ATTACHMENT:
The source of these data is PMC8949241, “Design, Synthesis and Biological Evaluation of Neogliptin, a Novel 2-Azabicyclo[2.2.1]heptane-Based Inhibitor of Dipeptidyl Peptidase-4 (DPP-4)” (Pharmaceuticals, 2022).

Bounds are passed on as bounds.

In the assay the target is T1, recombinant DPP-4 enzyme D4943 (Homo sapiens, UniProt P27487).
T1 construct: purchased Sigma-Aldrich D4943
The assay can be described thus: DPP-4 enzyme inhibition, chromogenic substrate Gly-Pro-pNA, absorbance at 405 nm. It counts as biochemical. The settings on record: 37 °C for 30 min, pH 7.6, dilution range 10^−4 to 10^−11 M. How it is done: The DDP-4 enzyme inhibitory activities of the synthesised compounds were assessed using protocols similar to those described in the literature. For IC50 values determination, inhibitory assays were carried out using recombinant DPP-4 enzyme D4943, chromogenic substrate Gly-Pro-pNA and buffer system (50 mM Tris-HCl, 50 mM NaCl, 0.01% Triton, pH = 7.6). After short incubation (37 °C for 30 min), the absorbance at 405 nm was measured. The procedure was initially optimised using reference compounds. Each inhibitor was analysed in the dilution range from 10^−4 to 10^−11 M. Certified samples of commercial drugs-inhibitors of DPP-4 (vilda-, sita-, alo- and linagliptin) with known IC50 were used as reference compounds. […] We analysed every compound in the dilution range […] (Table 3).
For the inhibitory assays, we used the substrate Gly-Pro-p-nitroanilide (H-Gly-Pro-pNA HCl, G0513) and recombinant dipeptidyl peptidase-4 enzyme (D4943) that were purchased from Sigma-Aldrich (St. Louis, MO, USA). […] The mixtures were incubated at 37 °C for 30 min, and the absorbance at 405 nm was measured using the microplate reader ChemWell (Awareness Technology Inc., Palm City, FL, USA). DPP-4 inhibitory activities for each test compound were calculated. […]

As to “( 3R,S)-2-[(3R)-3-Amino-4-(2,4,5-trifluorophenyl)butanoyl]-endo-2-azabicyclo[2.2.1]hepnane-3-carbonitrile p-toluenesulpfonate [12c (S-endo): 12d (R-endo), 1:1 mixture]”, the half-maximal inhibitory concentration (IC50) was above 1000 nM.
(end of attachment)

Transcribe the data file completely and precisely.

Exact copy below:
The source of these data is PMC8949241, “Design, Synthesis and Biological Evaluation of Neogliptin, a Novel 2-Azabicyclo[2.2.1]heptane-Based Inhibitor of Dipeptidyl Peptidase-4 (DPP-4)” (Pharmaceuticals, 2022).

Bounds are passed on as bounds.

In the assay the target is T1, recombinant DPP-4 enzyme D4943 (Homo sapiens, UniProt P27487).
T1 construct: purchased Sigma-Aldrich D4943
The assay can be described thus: DPP-4 enzyme inhibition, chromogenic substrate Gly-Pro-pNA, absorbance at 405 nm. It counts as biochemical. The settings on record: 37 °C for 30 min, pH 7.6, dilution range 10^−4 to 10^−11 M. How it is done: The DDP-4 enzyme inhibitory activities of the synthesised compounds were assessed using protocols similar to those described in the literature. For IC50 values determination, inhibitory assays were carried out using recombinant DPP-4 enzyme D4943, chromogenic substrate Gly-Pro-pNA and buffer system (50 mM Tris-HCl, 50 mM NaCl, 0.01% Triton, pH = 7.6). After short incubation (37 °C for 30 min), the absorbance at 405 nm was measured. The procedure was initially optimised using reference compounds. Each inhibitor was analysed in the dilution range from 10^−4 to 10^−11 M. Certified samples of commercial drugs-inhibitors of DPP-4 (vilda-, sita-, alo- and linagliptin) with known IC50 were used as reference compounds. […] We analysed every compound in the dilution range […] (Table 3).
For the inhibitory assays, we used the substrate Gly-Pro-p-nitroanilide (H-Gly-Pro-pNA HCl, G0513) and recombinant dipeptidyl peptidase-4 enzyme (D4943) that were purchased from Sigma-Aldrich (St. Louis, MO, USA). […] The mixtures were incubated at 37 °C for 30 min, and the absorbance at 405 nm was measured using the microplate reader ChemWell (Awareness Technology Inc., Palm City, FL, USA). DPP-4 inhibitory activities for each test compound were calculated. […]

As to “( 3R,S)-2-[(3R)-3-Amino-4-(2,4,5-trifluorophenyl)butanoyl]-endo-2-azabicyclo[2.2.1]hepnane-3-carbonitrile p-toluenesulpfonate [12c (S-endo): 12d (R-endo), 1:1 mixture]”, the half-maximal inhibitory concentration (IC50) was above 1000 nM.